Friday, 21 October 2016

Surging U.S. Monetary Inflation: The Money Supply Growth Rate Hits Four Year High

The U.S. money supply growth rate surges to 11.4% for the week ending 10 October according to figures released last night by the Federal Reserve. This was the highest y/y growth rate reported for almost four years (since December 2012). 


The spike especially in recent weeks is driven by a more than sixfold y/y increase in the Treasury's deposits with the Federal Reserve. Currently this account balance stands at $392 billion, an account that prior to the QE programs used to carry only a negligible amount. From what I know, the surge in the account balance is related to the Fed paying back to the Treasury most of the interest earned on its current balance of some $4.2 trillion in treasury-, federal agency-, and mortgage-backed securities. If we assume an average interest rate earned on these assets of 3%, the Fed will receive some $127 billion a year in interest, most of which will be paid back to the Treasury at regular intervals. 

If we exclude the Treasury's deposits from the money supply measure (as the official aggregates such as M1 and M2 do) the current y/y money supply growth rate comes in at a more modest, but still substantial, 8.5% (the upper end of the range during the last three years). However, as the Treasury tends not to sit on cash for too long, it is highly probably this measure of the money supply growth rate will soon pick up substantially as well. 

Though the Fed no longer officially targets the money supply, FOMC members are nonetheless most certainly following money supply developments closely as they probably have not forgotten that monetary inflation is the key driver of price inflation. The recent surge in the money supply could therefore exert at least some pressure in the direction of a rate hike. These monetary developments could also exert some upward pressure on the inflation component of bond yields.

____
Update 22 October 2016: please read the comments from Anonymous below regarding TBAC.

9 comments:

  1. I think Fed "back payings" don't play any role. The surge in account balance is related to the new debt issuance. Treasury accumulate more cash for risk management. If Fed create new money for Treasury why is there inverted correlation between Monetary base and Treasury account? Money go to Treasury account from accounts of commercial banks (someone buys new treasuries and pays for them). https://fred.stlouisfed.org/graph/?g=7RbX (Treasury account is inverted)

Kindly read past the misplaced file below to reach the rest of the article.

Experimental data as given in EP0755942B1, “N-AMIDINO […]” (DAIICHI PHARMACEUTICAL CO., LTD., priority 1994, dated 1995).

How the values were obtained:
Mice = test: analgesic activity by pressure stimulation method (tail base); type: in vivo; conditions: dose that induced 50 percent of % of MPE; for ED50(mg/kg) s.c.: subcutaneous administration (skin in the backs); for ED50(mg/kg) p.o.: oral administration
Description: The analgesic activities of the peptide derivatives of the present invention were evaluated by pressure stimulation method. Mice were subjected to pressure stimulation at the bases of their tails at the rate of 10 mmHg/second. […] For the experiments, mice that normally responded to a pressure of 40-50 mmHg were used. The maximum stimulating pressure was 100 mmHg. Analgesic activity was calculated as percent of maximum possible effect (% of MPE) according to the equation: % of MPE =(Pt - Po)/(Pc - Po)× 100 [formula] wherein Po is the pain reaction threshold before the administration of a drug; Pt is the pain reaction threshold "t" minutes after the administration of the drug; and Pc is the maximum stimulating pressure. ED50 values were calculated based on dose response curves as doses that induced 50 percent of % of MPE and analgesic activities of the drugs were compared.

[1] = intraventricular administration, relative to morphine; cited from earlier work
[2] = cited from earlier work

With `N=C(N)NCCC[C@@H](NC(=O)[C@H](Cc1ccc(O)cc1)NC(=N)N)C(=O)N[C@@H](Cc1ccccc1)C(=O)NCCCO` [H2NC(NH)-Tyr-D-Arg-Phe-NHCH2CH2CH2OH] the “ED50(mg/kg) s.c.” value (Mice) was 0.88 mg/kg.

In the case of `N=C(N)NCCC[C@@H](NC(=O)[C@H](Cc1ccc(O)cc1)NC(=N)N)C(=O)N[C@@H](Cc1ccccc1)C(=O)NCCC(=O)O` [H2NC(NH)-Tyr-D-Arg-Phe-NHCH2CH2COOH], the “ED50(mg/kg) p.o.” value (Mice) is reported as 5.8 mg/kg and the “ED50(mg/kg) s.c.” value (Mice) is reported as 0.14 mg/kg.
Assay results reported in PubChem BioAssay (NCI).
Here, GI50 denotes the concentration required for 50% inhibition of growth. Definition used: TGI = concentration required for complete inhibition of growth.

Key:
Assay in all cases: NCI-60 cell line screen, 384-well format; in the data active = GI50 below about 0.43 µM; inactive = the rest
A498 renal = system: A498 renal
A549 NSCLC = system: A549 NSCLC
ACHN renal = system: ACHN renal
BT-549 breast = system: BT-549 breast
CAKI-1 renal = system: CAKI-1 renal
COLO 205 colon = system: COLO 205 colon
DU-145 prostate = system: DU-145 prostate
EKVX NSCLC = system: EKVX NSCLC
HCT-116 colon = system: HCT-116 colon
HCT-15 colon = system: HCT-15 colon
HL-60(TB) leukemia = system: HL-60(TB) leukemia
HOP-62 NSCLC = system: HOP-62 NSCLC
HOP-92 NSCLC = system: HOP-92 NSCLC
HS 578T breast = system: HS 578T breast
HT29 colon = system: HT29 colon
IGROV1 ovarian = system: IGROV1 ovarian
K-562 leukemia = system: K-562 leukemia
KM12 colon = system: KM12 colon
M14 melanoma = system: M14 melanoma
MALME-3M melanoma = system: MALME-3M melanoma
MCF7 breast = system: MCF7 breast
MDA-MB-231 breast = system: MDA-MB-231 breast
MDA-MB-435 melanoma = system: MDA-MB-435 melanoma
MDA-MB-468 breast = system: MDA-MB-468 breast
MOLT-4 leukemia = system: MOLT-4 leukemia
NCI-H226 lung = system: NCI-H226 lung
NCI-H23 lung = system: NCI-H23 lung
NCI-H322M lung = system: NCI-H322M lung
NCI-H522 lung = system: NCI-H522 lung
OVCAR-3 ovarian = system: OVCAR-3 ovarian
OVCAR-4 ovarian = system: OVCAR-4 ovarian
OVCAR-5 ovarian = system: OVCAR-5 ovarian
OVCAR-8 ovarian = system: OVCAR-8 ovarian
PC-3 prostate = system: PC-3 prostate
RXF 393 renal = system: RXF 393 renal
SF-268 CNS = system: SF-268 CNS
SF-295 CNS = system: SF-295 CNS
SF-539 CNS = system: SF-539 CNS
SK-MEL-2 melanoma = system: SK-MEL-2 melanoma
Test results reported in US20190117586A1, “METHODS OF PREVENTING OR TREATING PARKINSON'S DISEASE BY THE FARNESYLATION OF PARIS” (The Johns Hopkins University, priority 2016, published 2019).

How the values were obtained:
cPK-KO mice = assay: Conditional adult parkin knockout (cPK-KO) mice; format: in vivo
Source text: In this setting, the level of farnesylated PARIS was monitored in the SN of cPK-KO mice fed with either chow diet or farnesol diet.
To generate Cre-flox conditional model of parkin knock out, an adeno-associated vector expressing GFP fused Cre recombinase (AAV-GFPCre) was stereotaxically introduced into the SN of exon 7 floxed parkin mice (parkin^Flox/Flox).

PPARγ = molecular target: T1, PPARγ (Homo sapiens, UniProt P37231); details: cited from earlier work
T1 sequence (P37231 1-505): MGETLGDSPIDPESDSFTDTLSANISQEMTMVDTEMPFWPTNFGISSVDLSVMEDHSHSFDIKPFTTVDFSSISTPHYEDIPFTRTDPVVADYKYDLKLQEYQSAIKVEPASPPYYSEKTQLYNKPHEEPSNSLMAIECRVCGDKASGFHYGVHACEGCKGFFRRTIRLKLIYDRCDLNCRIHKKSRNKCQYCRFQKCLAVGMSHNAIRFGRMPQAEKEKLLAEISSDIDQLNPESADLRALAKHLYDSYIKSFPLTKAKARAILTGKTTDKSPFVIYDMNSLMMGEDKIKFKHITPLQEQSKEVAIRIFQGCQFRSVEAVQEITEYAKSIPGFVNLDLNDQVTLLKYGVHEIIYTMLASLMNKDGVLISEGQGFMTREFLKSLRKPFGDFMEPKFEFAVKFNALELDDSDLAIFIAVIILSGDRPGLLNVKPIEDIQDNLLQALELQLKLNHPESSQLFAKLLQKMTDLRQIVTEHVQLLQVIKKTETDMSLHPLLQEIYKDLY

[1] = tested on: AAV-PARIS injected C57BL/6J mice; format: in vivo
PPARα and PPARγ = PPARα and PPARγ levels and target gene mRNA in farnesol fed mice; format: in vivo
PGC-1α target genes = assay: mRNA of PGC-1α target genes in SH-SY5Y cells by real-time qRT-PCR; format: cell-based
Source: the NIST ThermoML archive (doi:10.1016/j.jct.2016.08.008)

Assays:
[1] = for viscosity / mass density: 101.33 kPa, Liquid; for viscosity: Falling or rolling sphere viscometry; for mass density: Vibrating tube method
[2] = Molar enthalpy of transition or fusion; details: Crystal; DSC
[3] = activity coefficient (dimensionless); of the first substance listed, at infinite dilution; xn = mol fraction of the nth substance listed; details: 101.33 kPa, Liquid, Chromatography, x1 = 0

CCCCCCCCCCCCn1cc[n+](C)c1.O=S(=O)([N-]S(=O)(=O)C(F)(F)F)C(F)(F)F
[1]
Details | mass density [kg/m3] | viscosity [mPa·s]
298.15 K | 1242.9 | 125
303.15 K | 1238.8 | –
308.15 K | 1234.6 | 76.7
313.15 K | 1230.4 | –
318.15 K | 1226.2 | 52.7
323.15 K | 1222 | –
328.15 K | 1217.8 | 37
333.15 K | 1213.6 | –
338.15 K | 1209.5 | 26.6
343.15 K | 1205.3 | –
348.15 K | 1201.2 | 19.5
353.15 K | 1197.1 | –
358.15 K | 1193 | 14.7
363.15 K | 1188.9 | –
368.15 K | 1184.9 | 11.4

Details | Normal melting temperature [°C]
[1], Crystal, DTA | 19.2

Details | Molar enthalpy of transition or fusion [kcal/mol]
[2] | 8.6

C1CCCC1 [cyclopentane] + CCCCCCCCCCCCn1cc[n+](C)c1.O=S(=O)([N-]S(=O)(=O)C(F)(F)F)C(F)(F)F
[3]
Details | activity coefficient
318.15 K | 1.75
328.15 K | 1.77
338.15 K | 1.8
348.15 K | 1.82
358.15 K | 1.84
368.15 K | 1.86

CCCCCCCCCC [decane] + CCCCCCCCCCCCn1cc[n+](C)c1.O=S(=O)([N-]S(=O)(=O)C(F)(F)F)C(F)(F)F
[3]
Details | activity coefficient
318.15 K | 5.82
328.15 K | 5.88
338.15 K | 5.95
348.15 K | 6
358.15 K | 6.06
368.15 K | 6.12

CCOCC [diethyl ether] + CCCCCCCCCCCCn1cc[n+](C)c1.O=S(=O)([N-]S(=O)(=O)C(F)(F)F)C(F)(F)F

ReplyDelete
    Replies
    1. But are you saying this account was not used for debt issuance a few years back?

      Delete
    2. It was used of course. Treasury just has raised cash level. They just issued more new debt than they need for goverment spending. Quote: "...the TBAC recommended that Treasury hold a $500 billion cash balance, or 10-days of liquidity, to ensure that all government obligations could be met in the event that Treasury lost market access." https://www.treasury.gov/press-center/press-releases/Pages/jl2687.aspx

      Delete
    3. Excellent information, was not aware so many thanks for sharing this. Do you know if the treasury actually committed to keep a $500 bn balance until such an event occurred?

      Delete
    4. I think surge in money supply growth rate is related to surge in credit of commercial banks.

      Delete
    5. I don't know. TBAC recommendation was made 2 years ago. Treasury has started to raise cash aggressively from 250 billion to 500 billions 3 month ago only. I think this is for risk management before presidential election. I don't know what they are going to do after. May be they spend some money may be not.... i don't know. Every time they aggressively raise cash level they cause stock market weakness. I guess this time it will not be exception.

      Delete
    6. Every one can see the source of money and size of Treasury account on daily basis here: https://www.fms.treas.gov/dts/index.html

      Delete
  2. Very important feedback for the very few (unfortunately) of us that pay attention to this. If there ever was a firm commitment to keep an emergency balance of say $500 bn, this would mean we could exclude that amount from the MS for the time being. That would have a significant impact on the MS growth rate. Thanks again for sharing this, much appreciated.

    ReplyDelete
    Replies
    1. TBAC may not force Treasury to do something. They only may give recommendation. I guess Treasury account still will be very volatile.

      Delete